Pope Francis, Bishop Younan, President of the Lutheran World Federation (left), and Rev. Junge, General Secretary of the Lutheran World Federation (right), lead an ecumenical prayer service to commemorate the 500th anniversary of the start of the Protestant Reformation, on October 31, 2016, in Lund Cathedral in Sweden. Source: http://saltandlighttv.org/apostolicvisit/
Martin Luther by Lucas Cranach. Public Domain. Wikimedia Commons
The year 2017 marked the 500th anniversary of the publication of Martin Luther's Ninety Five Theses, the document which lit the match that ignited what came to be known as the Protestant Reformation. Luther, an Augustinian monk and professor of the Bible at Wittenberg University, was not seeking to create a schism within the Church, but had drawn up a list of theses for debate by scholars that he hoped would lead to reformation within the Church. Luther was not the only clergyman interested in reform. The great Erasmus of Rotterdam, who would be an opponent in debate with Luther, was another.
The difference was that Luther, as well as being a fiery personality, was uncompromising and absolutely committed to what he was convinced was the truth. When, at the Diet of Worms, he was given the opportunity to recant his ideas, he threw down a gauntlet with his famous statement, "I cannot and will not recant. Here I stand. God help me." Battle was joined.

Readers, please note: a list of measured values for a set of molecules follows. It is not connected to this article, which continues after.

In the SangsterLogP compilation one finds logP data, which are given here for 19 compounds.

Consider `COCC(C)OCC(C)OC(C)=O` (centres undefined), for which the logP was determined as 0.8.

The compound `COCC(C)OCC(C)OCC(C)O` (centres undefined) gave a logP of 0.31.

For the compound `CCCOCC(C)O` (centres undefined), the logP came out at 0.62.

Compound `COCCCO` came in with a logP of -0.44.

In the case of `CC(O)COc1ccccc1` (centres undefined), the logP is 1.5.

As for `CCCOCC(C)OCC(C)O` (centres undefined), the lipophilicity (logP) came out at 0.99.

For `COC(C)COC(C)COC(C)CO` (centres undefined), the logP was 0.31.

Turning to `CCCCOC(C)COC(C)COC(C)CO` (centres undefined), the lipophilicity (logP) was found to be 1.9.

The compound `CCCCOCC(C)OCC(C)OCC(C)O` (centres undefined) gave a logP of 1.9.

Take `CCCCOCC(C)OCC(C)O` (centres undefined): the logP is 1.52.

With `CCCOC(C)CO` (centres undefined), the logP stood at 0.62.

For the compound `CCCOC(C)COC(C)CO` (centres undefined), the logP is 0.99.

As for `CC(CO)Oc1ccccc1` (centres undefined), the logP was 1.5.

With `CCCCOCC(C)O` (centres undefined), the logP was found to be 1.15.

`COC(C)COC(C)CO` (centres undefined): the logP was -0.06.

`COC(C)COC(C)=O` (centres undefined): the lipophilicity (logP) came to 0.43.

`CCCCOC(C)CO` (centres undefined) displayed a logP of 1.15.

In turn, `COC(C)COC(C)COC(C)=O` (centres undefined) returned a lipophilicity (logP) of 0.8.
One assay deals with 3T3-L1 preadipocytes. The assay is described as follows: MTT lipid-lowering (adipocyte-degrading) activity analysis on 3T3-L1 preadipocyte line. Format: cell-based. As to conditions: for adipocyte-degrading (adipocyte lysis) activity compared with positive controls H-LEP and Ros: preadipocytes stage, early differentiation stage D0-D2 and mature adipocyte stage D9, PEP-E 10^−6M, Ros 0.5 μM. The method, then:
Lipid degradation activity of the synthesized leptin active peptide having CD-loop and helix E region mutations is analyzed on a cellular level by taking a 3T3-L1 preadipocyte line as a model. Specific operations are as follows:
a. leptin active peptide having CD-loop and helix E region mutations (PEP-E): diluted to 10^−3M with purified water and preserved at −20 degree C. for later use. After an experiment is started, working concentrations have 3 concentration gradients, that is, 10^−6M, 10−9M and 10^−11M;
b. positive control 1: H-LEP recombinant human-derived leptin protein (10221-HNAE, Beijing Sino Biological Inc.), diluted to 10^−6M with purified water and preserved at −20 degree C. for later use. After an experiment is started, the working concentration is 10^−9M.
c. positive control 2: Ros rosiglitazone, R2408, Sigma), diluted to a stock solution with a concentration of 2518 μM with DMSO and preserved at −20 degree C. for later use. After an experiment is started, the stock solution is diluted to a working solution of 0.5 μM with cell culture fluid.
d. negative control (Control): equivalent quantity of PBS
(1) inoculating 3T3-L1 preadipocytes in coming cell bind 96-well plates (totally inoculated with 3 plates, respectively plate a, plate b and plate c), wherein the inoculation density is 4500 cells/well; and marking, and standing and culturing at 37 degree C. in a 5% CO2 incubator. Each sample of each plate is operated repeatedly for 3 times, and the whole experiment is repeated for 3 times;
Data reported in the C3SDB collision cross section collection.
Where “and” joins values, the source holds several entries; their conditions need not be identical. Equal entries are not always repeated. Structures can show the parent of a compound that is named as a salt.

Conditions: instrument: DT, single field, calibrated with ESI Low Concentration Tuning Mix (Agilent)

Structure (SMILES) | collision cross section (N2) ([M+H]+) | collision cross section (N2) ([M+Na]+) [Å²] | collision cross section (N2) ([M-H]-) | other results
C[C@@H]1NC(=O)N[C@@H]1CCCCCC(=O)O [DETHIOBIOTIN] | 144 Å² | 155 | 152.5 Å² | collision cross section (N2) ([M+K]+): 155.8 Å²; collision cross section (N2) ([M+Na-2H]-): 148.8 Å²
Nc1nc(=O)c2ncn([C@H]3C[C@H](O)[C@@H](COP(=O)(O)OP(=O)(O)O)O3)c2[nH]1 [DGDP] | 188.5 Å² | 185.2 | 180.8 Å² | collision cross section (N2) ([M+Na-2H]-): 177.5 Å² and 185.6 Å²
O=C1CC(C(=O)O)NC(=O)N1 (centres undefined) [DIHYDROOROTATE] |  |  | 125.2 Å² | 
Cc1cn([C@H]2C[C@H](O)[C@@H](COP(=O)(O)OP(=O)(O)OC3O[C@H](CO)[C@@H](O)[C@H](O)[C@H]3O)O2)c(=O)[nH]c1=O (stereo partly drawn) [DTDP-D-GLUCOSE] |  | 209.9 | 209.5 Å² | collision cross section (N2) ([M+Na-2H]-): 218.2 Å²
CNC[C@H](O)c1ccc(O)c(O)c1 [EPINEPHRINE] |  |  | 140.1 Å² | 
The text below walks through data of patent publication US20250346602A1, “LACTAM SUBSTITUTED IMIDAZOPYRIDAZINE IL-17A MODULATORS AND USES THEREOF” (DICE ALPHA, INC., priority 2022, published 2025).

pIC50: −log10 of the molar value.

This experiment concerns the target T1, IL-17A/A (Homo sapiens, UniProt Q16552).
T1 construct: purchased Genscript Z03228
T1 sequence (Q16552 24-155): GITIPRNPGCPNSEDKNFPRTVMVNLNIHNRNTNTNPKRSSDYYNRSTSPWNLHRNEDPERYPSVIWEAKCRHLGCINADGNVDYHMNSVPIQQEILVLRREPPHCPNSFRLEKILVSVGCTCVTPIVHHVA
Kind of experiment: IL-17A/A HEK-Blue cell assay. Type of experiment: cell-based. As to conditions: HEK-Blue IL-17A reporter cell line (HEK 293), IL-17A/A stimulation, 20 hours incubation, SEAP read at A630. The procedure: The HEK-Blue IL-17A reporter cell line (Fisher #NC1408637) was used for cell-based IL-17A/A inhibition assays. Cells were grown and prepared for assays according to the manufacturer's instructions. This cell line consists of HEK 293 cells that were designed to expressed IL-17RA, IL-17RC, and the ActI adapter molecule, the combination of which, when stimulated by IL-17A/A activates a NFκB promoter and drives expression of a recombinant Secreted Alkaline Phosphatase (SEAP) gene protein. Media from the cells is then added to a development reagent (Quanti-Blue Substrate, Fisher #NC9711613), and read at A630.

Luther and his followers were excommunicated. The Church was split, fractured--a scattering that continues to this present day. Thirty years of European war between Catholic and Protestant Christians resulted. This was followed by centuries of martyrdom, persecution, misunderstanding, and mistrust.
However, following Vatican II, relations between the Catholic Church and the Protestant churches, Lutherans included, began to change. In the document Unitatis Redintegratio, the Council referred to Protestants as "seperated brethren," as opposed to heretics beyond hope of salvation. The ecumenical movement began around this time, revealing a willingness to dialogue on the part of Catholics and Protestants alike. Starting in 1965, a number of consultations between Catholics and Lutherans took place, as both groups sought ways to show more of the the unity of believers in Christ. In recent years, an important ecumenical event took place. On October 31, 2016, Pope Francis joined with Lutheran leaders in Lund, Sweden, for a prayer service commemorating the 500th anniversary of the Ninety Five Theses and of the start of the Reformation. In his homily for this occasion, Pope Francis praised Luther as one who brought the Church back to the centrality of the Bible. In June of 2016, Pope Francis had praised Luther in these words, "The church [of Luther's day] was not a role model, there was corruption, there was worldliness, there was greed, and lust for power. He protested against this. And he was an intelligent man."
This research guide is designed to point users of Gumberg Library to materials for the study of Catholic-Lutheran relations from the Reformation to the present day.
Reference Works - Ecumenical Movement
Pope Leo X, by Rubens. Public Domain. Wikimedia Commons